Why magnetars are so scary

Even though people have already caught a glimpse of just how scary the universe is, there are far more frightening things lurking in the vast darkness. People know of black holes, but magnetars are just as powerful and are truly the stuff of nightmares. For one, magnetars are the most powerfully magnetic thing in the known universe, according to Space. What makes them truly frightening is what happens at the molecular level when something is caught in their fields. Think of a blender, but worse ⁠— much worse. Everything subatomic gets pulverized into nothing.

Scientists are still not entirely sure why magnetars are this ridiculously strong and magnetic, but they have a few guesses. As notes, magnetars might need the perfect conditions to form, which might be why many neutron stars don't form into them. A neutron star's magnetic field, spin, and temperature all need to be set at just the right conditions to create such an extremely exotic magnetic field. 

Scientists have only found 31 magnetars so far

Magnetars are pretty much apocalyptic world-ending forces of nature that, thankfully, people don't have to worry about too much. Why is that? Well, for starters, magnetars seem to be ridiculously far away. As Syfy explains, one of the nearest magnetars, XTE J1810-197, is around 8,000 lightyears away from Earth. And while that may not seem very close, it's much closer than many others. Remember, a light year is a bit over 5.865 trillion miles long (via HowStuffWorks), so it is highly unlikely that a magnetar will affect the Earth dramatically anytime soon.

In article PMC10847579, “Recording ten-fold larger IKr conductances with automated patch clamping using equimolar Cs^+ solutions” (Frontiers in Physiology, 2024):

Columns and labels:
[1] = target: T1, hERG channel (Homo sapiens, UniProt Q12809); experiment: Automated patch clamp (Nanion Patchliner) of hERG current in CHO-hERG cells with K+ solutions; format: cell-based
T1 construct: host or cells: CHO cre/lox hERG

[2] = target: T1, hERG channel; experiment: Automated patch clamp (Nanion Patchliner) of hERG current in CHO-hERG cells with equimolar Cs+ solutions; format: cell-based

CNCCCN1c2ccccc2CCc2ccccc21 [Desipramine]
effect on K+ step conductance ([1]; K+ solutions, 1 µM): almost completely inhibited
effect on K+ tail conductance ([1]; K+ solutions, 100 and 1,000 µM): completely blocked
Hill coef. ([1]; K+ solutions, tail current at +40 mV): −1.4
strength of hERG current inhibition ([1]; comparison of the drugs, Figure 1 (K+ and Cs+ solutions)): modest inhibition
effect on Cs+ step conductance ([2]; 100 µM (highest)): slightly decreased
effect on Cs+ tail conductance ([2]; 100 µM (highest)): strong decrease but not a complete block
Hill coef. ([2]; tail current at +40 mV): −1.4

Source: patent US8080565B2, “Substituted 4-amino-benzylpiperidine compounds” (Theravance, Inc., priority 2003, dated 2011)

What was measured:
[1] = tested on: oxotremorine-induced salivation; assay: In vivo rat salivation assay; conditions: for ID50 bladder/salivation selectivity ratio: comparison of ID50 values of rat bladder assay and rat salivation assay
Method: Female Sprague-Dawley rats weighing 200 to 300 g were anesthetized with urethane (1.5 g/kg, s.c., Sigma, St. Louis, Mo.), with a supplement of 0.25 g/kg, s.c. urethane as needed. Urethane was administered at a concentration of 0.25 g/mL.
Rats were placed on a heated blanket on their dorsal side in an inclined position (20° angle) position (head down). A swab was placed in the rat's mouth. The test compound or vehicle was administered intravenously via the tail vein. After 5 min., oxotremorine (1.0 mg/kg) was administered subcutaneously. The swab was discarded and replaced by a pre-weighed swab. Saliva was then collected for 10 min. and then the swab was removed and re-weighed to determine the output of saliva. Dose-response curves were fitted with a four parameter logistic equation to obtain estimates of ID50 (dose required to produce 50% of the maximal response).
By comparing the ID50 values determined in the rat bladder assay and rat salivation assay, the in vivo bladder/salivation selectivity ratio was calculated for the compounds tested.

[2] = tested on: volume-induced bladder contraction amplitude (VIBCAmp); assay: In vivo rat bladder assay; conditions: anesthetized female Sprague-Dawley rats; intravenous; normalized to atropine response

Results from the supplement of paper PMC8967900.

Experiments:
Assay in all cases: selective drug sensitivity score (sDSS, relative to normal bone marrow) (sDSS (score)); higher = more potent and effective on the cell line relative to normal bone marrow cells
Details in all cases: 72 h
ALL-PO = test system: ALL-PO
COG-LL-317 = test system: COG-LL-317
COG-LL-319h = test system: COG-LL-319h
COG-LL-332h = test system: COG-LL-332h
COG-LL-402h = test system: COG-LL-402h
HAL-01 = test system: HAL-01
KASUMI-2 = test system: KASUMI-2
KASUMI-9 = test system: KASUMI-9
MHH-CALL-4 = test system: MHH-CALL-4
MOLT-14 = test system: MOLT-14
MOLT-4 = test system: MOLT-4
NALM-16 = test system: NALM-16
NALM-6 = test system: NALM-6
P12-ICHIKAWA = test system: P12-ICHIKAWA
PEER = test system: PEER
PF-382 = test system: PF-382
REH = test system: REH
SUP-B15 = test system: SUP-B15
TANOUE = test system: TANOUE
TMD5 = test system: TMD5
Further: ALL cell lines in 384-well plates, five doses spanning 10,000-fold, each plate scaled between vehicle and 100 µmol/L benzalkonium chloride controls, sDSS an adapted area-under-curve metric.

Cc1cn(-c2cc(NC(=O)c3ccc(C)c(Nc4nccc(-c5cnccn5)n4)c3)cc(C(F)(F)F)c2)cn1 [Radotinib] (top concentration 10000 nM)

Another thing to keep in mind is that magnetars also tend to be fairly rare. According to Universe Today, scientists have only discovered 31 magnetars to date. Even rarer are magnetar-pulsar stars, of which only 5 have so far been discovered. Given how exotic and delicate the conditions for creating a magnetar are, this isn't too surprising. 

Magnetars have very short lifespans and drain matter

While magnetars pose one of the greatest threats in the known cosmos to any object or person, that threat is somewhat short lived. As Space says, magnetars in general only live for about 10,000 years or so. The science on why this is the case is still nebulous, but the exotic material of a magnetar might be a contributing factor to why it eventually deteriorates into a regular neutron star. 

As Interesting Engineering explains, magnetars often feed from neighboring matter in order to gain even more power. Star-quakes are also vital in how magnetars gain more magnetic power (they are basically similar to an earthquake, only caused in space). These usually result in an immense energy burst, or gamma-ray burst. Magnetars basically consume material for thousands of years until they quietly settle into a less powerful state. As science learns more about the universe, there may yet be more information discovered about magnetars. But until then, they will remain frightening, mysterious entities hanging in the void of space.